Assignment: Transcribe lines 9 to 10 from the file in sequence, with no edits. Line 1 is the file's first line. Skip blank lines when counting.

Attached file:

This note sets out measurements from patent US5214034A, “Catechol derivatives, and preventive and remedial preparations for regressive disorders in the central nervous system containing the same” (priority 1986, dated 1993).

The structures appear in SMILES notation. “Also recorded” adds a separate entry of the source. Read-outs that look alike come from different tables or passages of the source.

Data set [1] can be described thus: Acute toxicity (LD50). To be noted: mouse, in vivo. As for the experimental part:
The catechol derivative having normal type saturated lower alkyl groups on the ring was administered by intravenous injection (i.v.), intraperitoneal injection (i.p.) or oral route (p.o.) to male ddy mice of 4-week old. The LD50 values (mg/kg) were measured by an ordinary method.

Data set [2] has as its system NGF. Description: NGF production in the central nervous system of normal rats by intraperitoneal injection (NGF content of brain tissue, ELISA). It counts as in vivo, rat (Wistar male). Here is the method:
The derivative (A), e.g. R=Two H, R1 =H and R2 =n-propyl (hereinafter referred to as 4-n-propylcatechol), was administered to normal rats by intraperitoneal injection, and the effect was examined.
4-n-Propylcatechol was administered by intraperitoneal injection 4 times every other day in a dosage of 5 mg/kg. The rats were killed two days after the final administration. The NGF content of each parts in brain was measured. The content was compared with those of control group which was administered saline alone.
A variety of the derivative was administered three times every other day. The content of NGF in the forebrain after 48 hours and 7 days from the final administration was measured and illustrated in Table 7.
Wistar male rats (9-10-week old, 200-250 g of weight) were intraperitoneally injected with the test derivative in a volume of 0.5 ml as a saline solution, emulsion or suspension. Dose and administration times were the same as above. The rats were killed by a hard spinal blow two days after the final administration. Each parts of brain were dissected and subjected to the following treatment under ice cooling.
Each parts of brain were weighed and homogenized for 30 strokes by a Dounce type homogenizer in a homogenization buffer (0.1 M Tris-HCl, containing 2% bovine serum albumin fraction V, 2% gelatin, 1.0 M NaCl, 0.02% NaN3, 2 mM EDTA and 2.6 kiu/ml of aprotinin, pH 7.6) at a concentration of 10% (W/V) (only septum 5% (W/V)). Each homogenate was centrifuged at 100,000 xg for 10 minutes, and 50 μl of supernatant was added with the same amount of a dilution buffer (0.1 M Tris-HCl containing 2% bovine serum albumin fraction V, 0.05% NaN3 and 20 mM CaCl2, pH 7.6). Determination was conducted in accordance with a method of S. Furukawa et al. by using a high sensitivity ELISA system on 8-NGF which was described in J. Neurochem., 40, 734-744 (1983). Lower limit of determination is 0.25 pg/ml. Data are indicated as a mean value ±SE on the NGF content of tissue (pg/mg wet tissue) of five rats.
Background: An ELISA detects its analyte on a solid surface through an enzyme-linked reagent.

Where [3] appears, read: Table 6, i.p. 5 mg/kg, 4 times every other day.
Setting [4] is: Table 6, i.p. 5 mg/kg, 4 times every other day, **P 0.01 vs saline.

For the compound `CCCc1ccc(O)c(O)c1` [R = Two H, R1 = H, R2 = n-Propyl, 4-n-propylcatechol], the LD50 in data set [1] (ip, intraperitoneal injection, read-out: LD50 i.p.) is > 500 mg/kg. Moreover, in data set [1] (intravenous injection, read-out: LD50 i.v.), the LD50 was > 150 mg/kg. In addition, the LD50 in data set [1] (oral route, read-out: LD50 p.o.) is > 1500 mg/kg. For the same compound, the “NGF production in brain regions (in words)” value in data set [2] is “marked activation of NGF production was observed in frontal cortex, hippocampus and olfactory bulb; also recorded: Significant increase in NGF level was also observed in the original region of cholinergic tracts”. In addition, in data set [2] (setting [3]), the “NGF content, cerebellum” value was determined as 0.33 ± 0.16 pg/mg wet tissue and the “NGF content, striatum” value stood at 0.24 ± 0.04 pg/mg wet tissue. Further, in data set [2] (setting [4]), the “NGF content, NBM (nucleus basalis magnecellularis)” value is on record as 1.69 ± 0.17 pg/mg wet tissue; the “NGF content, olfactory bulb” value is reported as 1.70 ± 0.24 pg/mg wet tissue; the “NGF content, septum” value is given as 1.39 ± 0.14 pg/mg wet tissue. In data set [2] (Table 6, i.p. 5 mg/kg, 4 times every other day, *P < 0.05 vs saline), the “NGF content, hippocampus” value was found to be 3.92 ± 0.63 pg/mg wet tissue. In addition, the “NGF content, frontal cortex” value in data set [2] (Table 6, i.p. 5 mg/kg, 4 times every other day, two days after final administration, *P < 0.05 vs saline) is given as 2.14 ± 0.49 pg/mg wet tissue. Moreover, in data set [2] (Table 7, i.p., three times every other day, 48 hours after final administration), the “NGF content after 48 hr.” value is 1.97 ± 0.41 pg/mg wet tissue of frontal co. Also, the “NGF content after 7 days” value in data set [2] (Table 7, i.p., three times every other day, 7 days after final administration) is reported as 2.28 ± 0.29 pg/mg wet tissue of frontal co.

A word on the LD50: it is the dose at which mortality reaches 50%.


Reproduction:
Wistar male rats (9-10-week old, 200-250 g of weight) were intraperitoneally injected with the test derivative in a volume of 0.5 ml as a saline solution, emulsion or suspension. Dose and administration times were the same as above. The rats were killed by a hard spinal blow two days after the final administration. Each parts of brain were dissected and subjected to the following treatment under ice cooling.
Each parts of brain were weighed and homogenized for 30 strokes by a Dounce type homogenizer in a homogenization buffer (0.1 M Tris-HCl, containing 2% bovine serum albumin fraction V, 2% gelatin, 1.0 M NaCl, 0.02% NaN3, 2 mM EDTA and 2.6 kiu/ml of aprotinin, pH 7.6) at a concentration of 10% (W/V) (only septum 5% (W/V)). Each homogenate was centrifuged at 100,000 xg for 10 minutes, and 50 μl of supernatant was added with the same amount of a dilution buffer (0.1 M Tris-HCl containing 2% bovine serum albumin fraction V, 0.05% NaN3 and 20 mM CaCl2, pH 7.6). Determination was conducted in accordance with a method of S. Furukawa et al. by using a high sensitivity ELISA system on 8-NGF which was described in J. Neurochem., 40, 734-744 (1983). Lower limit of determination is 0.25 pg/ml. Data are indicated as a mean value ±SE on the NGF content of tissue (pg/mg wet tissue) of five rats.